Growing up in my picturesque little hometown of Clarksville, Missouri on the Mississippi River was just like a chapter out of Tom Sawyer and Huck Finn.
We played in the river, went boating and water skiing, camped out on the sandbars and climbed the viewing platform of Lock and Dam 24. Life was simple and we were safe. The river would occasionally get high, but I rarely remember the streets being flooded, and never did we need to sandbag – until the Big Flood of 1973.
I know there has been much talk about Global Warming, land formations changing and re-routing of the River. I know there have been many protective precautions put in place from St. Paul, Minnesota to New Orleans, Louisiana. My hometown of Clarksville falls about mid-way between the two. The year of 1973 was when we were introduced to sandbagging, closed highways and volunteer workers. My family was all younger then and all the folks from miles around helped out to save our homes, businesses and farmland.
In 1993 my husband and I invited my parents to accompany us on a much anticipated trip to Israel – the Holy Land.
My mother was a Sunday School teacher and she immersed her students in the Old Testament. In hindsight, I wish there had been no story of Noah and the Ark, but then the world as we know it perhaps wouldn’t even be. Although it had been twenty years prior, the memories of the Clarksville Flood had not yet faded. To top it off, my parents were the only ones our insurance allowed to cancel the trip because it was their house, not ours, that was flooding. Mom and Dad insisted that my husband and I go ahead on the trip and then we could all go again in a few years. Besides, we were told that the flood may not be as bad as forecast. Wrong again! Upon arrival the front page of the Jerusalem Post had a picture of my parents house with all the sandbaggers in front assisting! Boaters were floating past them on the water filled streets while catching fish in their front yard! And here we were on the streets of Jerusalem near the Mount of Olives hearing the 10 Commandments. The only one I heard was “Honor your Mother and Father that your days may be long.” So much for my long life!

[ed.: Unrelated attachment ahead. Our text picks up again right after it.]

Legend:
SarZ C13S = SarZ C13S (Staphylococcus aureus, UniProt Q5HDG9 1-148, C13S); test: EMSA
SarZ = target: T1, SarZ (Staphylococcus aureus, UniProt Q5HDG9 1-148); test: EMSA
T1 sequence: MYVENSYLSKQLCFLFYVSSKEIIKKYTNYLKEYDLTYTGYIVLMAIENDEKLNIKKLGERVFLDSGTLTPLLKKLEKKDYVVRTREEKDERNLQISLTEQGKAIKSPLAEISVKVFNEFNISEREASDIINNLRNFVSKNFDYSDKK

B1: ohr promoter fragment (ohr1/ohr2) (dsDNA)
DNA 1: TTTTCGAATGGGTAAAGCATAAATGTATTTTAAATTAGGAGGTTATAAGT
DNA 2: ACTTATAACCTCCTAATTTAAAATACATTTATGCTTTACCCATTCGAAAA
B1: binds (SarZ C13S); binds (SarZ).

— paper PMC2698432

Years later, with no more major flooding, we believed the “Days of Noah” were over for our portion of the “Mighty Mississippi.” Wrong again! 2008 brought even more of the melting snow and floodplain backlash, and once again we were all sandbagging, along with the National Guard this time. Even the local prisons sent inmates who were willing to help. Again, we all of us worked together just as Noah’s family must have. My parents who by then were octogenarians, still helped where they could.
This year, 2014, history is repeating itself, except my 91 year old dad is in the hospital 90 miles away, and Mom has a cot in there for her to stay by his side.
Through his oxygen mask and with tears in his eyes, Daddy whispered, “I wish I could be there to help sandbag again. But I will be praying for everyone.” And he has. I reminded him of the countless hours he has helped in the past, serving on the City Council, Chamber of Commerce, and even as interim Mayor. He has given his life to the town of Clarksville, and this year Clarksville gave back to him. The St. Louis news covered all of the sandbagging around my parents house, performed by faithful friends and volunteers from near and far. If that weren’t enough, hundreds of folks have sent notes, e-mails and letters to wish him a speedy recovery. Mom and Dad have been “flooded” with cards, love and prayers from all over the U.S. As with Noah it so true: as you sow, so shall you reap. Daddy has. And once again Clarksville will pull together as they always have. As with Noah, the promise of the rainbow still awaits.
Read more posts by Debra Peppers, Ph.D., here. Dr. Peppers blogs for JenningsWire.
JenningsWire.com is created by National Publicist, Annie Jennings of the NYC based PR Firm, Annie Jennings PR. Annie Jennings PR specializes in marketing books for getting authors booked on radio talk show interviews, TV shows in major online and in high circulation magazines and newspapers. Annie also works with speaker and experts to build up powerful platforms of credibility and influence.